The commissures were maximally elevated and sutured into the straight tube Dacron prosthesis using polypropylene sutures, taking care not to pull on the grafts. The remnants of the aortic sinuses and the aortic annulus were fixed to the prosthesis using three additional 4-0 polypropylene sutures, thus creating small neo-sinuses. Coronary ostia were reimplanted to the Dacron graft using polypropylene sutures.
In addition to the root procedure, total aortic arch replacement with a frozen elephant trunk graft was performed, under deep hypothermic circulatory arrest (temperature 20 ℃) and bilateral selective antegrade cerebral perfusion. Nowadays, we perform the aortic arch repair with the beating heart technique as described previously by our group (3).
During the re-warming phase, a transesophageal echocardiography was performed to evaluate the aortic valve. The patient was rewarmed and gradually weaned from the CPB without difficulty. A thorough hemostasis was done. After chest tubes were placed, the chest was closed in standard fashion.
The patient tolerated the procedure well and could be discharged from hospital in good general condition. An additional echocardiography as well as a CT angiogram was performed before discharge. In addition, consent was obtained from the patient to allow for follow-up examinations.
Our group has significant experience with VSARR, both in the elective setting and in emergent situations for acute type A aortic dissection (4,5). Over a time period of 25 years, a total of 677 David-I procedures were performed at our center. Of these, 133 (20%) were performed emergently for AADA (5). The perioperative mortality in this group was 12.8%. We could not only show that early results are acceptable, but also that VSARR can be applied to acute type A dissection with sustainable long-term results (4). The 1-, 5-, 10- and 15-year survival rates were 97%, 93%, 82% and 66%, respectively (5). Furthermore, we could demonstrate that the long-term outcome in terms of survival and valve durability is not inferior when applied in elective settings (4).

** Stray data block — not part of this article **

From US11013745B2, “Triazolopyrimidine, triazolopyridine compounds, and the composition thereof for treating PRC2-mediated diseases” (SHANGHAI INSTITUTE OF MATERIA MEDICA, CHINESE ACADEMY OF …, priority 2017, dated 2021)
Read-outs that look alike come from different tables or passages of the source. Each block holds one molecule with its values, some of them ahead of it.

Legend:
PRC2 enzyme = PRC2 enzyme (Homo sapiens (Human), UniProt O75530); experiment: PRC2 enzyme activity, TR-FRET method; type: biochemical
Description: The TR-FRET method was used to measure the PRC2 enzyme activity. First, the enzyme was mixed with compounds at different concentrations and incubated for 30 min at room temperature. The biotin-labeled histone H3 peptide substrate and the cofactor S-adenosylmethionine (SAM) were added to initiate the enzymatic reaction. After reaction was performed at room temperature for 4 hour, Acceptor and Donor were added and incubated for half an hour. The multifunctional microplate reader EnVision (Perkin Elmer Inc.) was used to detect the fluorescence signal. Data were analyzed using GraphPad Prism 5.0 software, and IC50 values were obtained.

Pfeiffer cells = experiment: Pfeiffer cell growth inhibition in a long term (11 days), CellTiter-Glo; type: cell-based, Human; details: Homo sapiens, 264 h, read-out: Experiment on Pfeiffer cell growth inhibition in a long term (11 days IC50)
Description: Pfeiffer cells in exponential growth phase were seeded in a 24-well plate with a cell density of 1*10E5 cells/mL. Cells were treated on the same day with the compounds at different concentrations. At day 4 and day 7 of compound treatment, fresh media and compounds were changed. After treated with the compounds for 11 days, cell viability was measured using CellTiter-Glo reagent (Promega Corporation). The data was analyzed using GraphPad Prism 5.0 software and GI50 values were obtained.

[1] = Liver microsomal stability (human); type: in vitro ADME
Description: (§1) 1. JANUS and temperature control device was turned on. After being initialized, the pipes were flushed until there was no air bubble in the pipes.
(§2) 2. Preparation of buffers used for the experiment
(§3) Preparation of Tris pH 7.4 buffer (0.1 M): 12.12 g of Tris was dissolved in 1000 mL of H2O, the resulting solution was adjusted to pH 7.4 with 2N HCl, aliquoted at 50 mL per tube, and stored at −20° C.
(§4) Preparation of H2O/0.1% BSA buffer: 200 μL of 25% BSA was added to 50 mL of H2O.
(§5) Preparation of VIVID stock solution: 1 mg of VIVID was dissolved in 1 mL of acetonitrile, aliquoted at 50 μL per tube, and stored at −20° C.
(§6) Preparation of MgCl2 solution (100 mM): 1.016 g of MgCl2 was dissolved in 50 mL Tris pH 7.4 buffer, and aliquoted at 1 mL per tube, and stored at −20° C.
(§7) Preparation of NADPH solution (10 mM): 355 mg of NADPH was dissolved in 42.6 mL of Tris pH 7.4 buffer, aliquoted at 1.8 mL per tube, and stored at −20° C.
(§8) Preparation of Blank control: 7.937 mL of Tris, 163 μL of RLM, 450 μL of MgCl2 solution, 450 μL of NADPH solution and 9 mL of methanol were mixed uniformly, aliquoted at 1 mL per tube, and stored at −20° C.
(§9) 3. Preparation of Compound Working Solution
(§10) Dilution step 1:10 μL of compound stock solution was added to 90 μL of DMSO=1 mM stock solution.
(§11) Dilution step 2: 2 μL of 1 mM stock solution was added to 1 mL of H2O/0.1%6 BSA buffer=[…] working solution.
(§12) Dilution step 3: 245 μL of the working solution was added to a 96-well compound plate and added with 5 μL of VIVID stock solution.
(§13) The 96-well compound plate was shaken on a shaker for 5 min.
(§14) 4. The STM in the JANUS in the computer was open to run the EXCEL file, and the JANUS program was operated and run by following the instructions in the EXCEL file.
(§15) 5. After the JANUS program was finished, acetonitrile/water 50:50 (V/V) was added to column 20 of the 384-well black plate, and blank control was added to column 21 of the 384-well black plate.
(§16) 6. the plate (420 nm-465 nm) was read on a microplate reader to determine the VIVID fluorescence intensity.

The David procedure prevents the disadvantages of removing the native aortic valve. Namely, replacement with a tissue valve prostheses will have the risk of early deterioration and mechanical valve prostheses carry the possibility of thromboembolic and bleeding complications. The American Association of Thoracic Surgery’s expert consensus statement on acute aortic dissection considers VSARR a feasible option in acute aortic dissection.
Patient selection is of utmost importance when evaluating patients with aortic dissection for VSARR. It should only be performed in patients with dilated or completely dissected aortic root in clinically stable and young patients or those with connective tissue disease. Both the surgeon and the team should have gained sufficient experience with this technique in elective settings. The quality of the initial valve repair should be excellent. Aortic valve regurgitation should be ideally either zero or minimal, in order to obtain adequate long-term durability of the repaired valve.
Conflicts of Interest: The authors have no conflicts of interest to declare.